Tuesday, January 29, 1861
The Territory of Kansas had drawn up two separate constitutions (from 1855 – 1857), one anti-slavery, one pro-slavery. Neither were submitted to Washington. A third, drawn up by anti-slavery factions of the territorial government while mostly pro-slavery factions debated over the pro-slavery proposal, was passed in Kansas in 1859 and sent to Washington for approval. Due to it being very anti-slavery and pro-women’s rights, Washington did not approve it.
The Wyandotte Constitution, the fourth drawn up, was a compromise. It barred slavery and gave property rights to women, while denying both blacks and women (and Indians) the right to vote. It was passed by Kansas in October of 1859 and sent to Washington in April 1860 where the House of Representatives voted to admit Kansas as a free state. The Senate, however, balked.
But as Southern slave states left the Union, taking their Senators with them, the balance of power switched to the North. On the 21st of January, William Seward called up the bill for the Statehood of Kansas and, after still a bit of wrangling, finally secured the votes he needed to admit Kansas into the Union as a free state 36 – 16. The bill then went to the House where it was passed in a vote of 117 – 42.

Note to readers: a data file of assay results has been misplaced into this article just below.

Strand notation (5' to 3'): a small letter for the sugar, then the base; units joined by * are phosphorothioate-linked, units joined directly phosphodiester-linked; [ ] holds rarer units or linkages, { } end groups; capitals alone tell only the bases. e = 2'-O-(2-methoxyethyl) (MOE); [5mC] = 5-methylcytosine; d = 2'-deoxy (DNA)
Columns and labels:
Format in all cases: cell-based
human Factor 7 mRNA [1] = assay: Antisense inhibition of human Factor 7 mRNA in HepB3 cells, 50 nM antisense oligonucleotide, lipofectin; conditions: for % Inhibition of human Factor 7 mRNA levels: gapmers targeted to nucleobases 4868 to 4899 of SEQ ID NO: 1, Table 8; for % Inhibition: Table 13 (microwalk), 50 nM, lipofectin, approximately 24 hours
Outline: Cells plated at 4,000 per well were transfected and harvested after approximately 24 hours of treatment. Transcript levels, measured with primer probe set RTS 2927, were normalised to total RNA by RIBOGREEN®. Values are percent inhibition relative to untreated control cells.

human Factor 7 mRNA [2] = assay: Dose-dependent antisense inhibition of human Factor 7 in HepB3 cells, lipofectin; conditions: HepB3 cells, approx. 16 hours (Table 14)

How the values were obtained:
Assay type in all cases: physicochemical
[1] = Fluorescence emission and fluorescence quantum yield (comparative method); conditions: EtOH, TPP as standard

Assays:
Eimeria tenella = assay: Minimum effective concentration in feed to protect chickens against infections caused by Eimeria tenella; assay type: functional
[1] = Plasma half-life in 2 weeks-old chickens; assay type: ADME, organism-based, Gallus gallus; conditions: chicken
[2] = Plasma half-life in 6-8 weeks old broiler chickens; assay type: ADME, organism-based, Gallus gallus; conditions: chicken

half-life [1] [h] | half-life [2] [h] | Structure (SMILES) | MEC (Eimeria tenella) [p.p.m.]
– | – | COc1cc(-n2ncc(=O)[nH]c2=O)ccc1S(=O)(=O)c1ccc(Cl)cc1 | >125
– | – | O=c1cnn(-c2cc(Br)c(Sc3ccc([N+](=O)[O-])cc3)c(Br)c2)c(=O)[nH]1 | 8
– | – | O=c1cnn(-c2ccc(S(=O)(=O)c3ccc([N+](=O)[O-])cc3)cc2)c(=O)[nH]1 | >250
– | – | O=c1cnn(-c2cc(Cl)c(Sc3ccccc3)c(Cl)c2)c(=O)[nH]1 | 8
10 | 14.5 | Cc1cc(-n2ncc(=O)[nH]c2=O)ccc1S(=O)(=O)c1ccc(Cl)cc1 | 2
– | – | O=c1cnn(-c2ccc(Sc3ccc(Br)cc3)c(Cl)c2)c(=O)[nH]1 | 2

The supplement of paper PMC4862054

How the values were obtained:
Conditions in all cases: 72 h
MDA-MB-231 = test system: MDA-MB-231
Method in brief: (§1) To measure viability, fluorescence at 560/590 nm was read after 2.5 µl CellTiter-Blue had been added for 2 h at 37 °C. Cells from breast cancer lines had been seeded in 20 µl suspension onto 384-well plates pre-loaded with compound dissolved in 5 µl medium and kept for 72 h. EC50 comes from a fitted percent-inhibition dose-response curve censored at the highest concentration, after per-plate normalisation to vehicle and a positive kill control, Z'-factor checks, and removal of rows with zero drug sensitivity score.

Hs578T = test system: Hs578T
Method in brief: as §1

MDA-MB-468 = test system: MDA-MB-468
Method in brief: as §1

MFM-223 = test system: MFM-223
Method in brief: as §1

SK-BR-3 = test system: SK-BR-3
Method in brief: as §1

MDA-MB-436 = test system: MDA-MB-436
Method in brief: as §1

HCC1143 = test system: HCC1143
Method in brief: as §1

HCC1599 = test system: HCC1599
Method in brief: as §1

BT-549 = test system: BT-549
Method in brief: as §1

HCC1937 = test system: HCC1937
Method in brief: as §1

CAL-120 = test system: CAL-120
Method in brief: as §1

On this date, President Buchanan signed the bill and officially admitted Kansas into the Union as a free state.1
One Ship Lost
The previous week, W. Hempfield Jones was sent by Secretary of the Treasury John Dix to look after a couple of revenue cutters near New Orleans and Mobile. Since revenue cutters existed to enforce tariff laws, they fell under the jurisdiction of the Treasury Department.
On this date, Jones met with the cutter Robert McClelland‘s captain, who refused to recognize his authority. Louisiana had seceded and with it the captain and his ship. Jones telegraphed Secretary Dix the bad news and asked him what to do.
Dix replied that the captain should be put under arrest and if he resisted “to consider him as a mutineer, and treat him accordingly. If any one attempts to haul down the American flag, shoot him on the spot.”
The telegraphs seem to have been intercepted in Montgomery and New Orleans and probably never made it to Jones. Not wishing to tangle with the entire state of Louisiana, he acquiesced and the Robert McClelland fell into Southern hands. 2
Jones would now attempt to see to the other revenue cutter, the Lewis Cass.